You don’t need to be a ‘traditional’ TV star to make a career in television. Look at Louis Theroux.
“I was not a conventional presence,” says the documentary maker, who is now entering his 24th year in television with over 50 films under his belt.
His opportunity came in 1994, when he joined Michael Moore’s series TV Nation. “I went into the interview with Michael saying ‘I’ll do anything’ and I genuinely meant it: writing researching or doing anything.”
That is his first tip for tomorrow’s Therouxs: focus on making good TV.
“Let’s say you want to be a documentary presenter, you don’t go in saying ‘I really want to be on TV’. It comes across a little bit overweening. Actually what you want to do is make great TV shows.”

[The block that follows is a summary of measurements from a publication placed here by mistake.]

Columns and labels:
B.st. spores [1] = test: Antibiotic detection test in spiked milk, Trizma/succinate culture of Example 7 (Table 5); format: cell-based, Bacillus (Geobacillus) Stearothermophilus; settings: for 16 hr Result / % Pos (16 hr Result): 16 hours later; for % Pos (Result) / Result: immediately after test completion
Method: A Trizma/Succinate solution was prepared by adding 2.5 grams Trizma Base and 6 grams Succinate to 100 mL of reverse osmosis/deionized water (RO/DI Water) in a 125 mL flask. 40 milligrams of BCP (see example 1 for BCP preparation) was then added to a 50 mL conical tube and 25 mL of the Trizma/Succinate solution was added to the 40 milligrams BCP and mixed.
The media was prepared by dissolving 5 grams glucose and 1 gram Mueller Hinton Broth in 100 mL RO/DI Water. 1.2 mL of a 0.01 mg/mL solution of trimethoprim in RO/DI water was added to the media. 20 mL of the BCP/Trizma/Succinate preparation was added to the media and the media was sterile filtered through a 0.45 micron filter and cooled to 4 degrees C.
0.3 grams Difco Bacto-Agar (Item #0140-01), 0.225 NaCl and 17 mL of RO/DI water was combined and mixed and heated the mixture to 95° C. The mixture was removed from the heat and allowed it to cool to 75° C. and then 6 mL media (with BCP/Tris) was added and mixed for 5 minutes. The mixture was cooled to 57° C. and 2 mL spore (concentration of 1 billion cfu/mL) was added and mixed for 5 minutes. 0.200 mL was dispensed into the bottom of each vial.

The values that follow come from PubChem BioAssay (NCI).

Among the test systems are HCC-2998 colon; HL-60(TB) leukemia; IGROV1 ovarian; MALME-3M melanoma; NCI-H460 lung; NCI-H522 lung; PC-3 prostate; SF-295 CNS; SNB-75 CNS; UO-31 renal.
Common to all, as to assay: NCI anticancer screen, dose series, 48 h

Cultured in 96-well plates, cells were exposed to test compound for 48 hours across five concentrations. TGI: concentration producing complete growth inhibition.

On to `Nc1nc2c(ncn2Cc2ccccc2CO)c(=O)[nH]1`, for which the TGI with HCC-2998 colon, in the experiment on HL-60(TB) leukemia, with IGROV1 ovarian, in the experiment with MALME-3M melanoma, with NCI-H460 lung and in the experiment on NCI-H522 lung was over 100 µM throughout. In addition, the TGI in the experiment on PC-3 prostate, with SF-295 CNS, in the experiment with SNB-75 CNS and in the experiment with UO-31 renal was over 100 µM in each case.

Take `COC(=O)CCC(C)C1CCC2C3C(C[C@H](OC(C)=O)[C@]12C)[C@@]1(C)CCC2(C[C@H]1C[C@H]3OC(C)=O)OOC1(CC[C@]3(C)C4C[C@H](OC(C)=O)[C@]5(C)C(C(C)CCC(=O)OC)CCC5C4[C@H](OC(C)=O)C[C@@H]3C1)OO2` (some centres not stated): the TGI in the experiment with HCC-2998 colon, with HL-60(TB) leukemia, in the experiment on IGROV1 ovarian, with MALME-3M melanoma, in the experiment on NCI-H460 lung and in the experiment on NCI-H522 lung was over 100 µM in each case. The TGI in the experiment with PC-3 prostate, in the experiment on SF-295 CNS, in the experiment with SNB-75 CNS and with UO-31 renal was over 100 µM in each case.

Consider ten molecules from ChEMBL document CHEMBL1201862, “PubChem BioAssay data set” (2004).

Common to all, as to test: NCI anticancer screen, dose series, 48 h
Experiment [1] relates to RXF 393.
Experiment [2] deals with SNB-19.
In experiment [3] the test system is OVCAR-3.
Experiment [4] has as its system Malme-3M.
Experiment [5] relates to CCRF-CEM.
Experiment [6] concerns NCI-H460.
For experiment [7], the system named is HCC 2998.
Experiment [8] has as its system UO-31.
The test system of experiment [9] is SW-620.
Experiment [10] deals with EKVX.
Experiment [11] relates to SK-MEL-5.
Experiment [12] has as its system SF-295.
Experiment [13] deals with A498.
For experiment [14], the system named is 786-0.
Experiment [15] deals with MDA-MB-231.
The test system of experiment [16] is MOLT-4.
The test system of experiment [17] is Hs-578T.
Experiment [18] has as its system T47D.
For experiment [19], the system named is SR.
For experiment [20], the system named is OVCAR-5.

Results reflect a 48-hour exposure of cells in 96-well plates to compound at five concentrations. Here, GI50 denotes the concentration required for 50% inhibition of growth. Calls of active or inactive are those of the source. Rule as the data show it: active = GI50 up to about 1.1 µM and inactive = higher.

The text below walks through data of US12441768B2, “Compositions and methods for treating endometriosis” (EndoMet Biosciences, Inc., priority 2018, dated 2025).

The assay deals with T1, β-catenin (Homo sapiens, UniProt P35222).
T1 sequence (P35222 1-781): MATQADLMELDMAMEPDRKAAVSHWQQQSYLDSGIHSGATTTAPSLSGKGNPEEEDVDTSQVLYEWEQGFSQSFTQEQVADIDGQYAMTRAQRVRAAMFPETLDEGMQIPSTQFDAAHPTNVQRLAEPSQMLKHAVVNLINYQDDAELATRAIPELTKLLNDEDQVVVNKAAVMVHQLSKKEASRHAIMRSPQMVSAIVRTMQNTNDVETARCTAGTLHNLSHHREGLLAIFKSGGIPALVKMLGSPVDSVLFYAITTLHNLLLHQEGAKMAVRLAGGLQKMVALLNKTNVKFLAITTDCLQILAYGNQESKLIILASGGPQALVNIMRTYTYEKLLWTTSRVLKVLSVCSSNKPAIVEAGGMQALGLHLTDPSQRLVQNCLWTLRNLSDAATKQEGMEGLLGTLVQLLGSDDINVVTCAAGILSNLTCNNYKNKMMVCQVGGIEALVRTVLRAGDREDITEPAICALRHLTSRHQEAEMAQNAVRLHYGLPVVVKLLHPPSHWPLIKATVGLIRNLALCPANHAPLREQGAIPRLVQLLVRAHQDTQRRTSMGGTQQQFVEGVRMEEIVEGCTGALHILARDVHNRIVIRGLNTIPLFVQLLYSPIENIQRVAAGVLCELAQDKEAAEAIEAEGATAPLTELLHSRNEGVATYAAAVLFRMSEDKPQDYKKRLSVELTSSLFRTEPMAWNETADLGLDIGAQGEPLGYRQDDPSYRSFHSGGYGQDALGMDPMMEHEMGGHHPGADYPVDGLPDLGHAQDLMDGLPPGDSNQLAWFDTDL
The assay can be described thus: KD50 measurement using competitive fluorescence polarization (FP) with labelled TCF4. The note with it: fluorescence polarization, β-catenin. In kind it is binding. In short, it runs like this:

Louis’ opportunity came when he was sent to meet apocalyptic cults to get a date for the end of the world.
Despite his inexperience and nerves, he believes it was his curiosity that made the interviews work. “I thought, maybe if I’m curious and I just want to meet these people and… talk to them, maybe that will carry me through this.”
That curiosity is the backbone of his documentaries – however, he is quick to add, you must not forget about the audience.
“I am curious about the world, but I am also not out there just to scratch my own itch of curiosity. These things need to work in concert: the needs of the subject, my own curiosity, and the sense of getting a story that we can tell in an engaging way onscreen.”
Most important, he says, is building a relationship with your interviewee. “It’s not just getting your questions answered,” he insists. The interviewer needs to create a subtext of goodwill and trust, and offer the subjects a sense that they are being listened to.
“You can make these things sound really complicated, but in the end it is just a case of trying to be a relatively nice guy while getting the questions answered.”